This is the third year in a row the agency was named the top place to work among large federal agencies.

The Commerce Department, which under the leadership of Commerce Secretary Penny Pritzker, has made steps to free up the reams of data it generates to citizens and entrepreneurs, finished second among large agencies with a score of 68.7.

Rounding out the top five are the State Department, the intelligence community and the Justice Department.

Overall, about 43 percent of agencies improved in the rankings, compared to about 56 percent of agencies that saw declines.

Overall, the governmentwide score for satisfaction and commitment dropped for the fourth year in a row, to 56.9 points on the 100-point scale.

While a handful of the top agencies are known for their innovative practices -- and agency ...

How to Get Engineers to Work for You Instead of Facebook or Google

By Pete Soderling // Quartz // December 2, 2014

Brt/Shutterstock.com

It might seem self-evident that of course the best engineers in the world go to work for tech giants like Google and Facebook. Why should they go anywhere else? A small company operating from a studio apartment could never compete with Google’s unlimited free food or with Facebook’s gratis on-site barbershop, let alone the name brand cachet that goes along with working for an instantly recognized company.

But this mentality ignores a secret hidden in plain sight—these celebrity companies that offer crazy perks and huge bonuses started out as understaffed, underfunded David’s doing battle against Goliath’s in their own right. They are as much a part of bootstrapped startup culture as any other little guy out there today, because it’s built into their DNA. It’s where they came from.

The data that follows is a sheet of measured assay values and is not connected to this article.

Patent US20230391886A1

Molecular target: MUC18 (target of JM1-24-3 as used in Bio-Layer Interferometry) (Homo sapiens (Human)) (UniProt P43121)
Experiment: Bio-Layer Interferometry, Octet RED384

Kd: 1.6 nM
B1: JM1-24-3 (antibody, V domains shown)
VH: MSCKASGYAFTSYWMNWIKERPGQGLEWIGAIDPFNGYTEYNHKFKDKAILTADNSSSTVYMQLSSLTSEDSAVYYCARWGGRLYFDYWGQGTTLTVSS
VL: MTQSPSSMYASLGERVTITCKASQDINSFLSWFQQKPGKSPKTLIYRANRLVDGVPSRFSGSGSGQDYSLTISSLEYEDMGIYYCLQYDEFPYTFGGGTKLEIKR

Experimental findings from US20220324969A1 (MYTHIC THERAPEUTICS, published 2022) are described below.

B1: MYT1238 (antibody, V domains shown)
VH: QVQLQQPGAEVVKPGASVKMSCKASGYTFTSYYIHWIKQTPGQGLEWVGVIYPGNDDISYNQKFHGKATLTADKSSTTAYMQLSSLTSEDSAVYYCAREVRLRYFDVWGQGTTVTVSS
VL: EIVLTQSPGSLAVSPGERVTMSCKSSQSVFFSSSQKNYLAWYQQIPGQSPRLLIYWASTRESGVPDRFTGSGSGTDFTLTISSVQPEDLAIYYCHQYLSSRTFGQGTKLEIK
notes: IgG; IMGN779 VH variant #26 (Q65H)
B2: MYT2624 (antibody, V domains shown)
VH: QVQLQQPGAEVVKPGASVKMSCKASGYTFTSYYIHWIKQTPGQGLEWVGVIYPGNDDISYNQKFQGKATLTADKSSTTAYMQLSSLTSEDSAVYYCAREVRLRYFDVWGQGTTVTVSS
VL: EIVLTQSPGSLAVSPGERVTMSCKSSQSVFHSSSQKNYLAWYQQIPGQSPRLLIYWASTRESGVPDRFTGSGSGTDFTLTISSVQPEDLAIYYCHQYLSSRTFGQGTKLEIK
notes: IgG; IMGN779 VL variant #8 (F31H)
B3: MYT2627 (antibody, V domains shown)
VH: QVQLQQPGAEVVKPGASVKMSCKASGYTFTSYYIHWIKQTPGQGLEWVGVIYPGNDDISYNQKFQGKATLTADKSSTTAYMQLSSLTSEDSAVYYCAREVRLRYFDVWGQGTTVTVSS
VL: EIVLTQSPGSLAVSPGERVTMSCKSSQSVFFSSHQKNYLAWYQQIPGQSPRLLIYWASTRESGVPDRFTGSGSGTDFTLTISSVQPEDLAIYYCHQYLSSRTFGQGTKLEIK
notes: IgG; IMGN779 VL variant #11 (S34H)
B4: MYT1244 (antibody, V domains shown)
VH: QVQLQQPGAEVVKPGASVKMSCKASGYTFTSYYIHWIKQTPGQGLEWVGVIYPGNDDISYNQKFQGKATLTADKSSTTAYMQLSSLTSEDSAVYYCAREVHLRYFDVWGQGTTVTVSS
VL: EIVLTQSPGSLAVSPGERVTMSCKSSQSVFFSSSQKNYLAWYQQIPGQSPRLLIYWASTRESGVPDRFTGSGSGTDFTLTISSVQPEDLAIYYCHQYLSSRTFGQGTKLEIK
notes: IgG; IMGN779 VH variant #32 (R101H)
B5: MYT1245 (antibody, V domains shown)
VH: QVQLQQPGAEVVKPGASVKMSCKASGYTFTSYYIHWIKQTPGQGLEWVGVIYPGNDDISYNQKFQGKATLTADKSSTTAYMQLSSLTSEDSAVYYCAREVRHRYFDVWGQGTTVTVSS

You already have all the tools you need to recruit the best engineers for your organization. You just need a plan. These are the methods used by the little guys who compete (and win!) in the war for engineering talent.

Put your best and brightest engineers on public display

Good engineers only want to work with people smarter than they are, so show off ...

Government Tech Recruiting Still Overshadowed by HealthCare.gov Blunder

By Jack Moore // November 20, 2014

Todd Park, former chief technology officer of the US, prepares to testify on Capitol Hill
Todd Park, former chief technology officer of the US, prepares to testify on Capitol Hill // J. Scott Applewhite/AP

Todd Park left his role as White House chief technology officer nearly three months ago to help the government recruit top tech talent from Silicon Valley.

But his return to Washington this week for a grilling by the House Science and Technology Committee on his role in last year’s disastrous rollout of HealthCare.gov certainly couldn’t have been a boon to those efforts.

And that has Democrats on the committee concerned.

“I know people personally who have been contacted by Mr. Park, who he's trying to recruit – bright, young innovative stars from the IT world – to take a break from the multimillion contracts that they have in Silicon Valley and come out to Washington, D.C., and try to solve problems,” said Rep. Eric Swalwell, D-Calif, during the hearing Wednesday. “I cannot imagine that this [hearing] helps him make that case. In fact, this probably makes it much harder.”

Rep. Scott Peters, also a California Democrat, concurred, lamenting the sight of Congress “pulling people out of the bureaucracy and beating them up.”

Addressing Park directly, Peters said: “We have to be very sensitive about how we treat people like you and like those folks who can be ...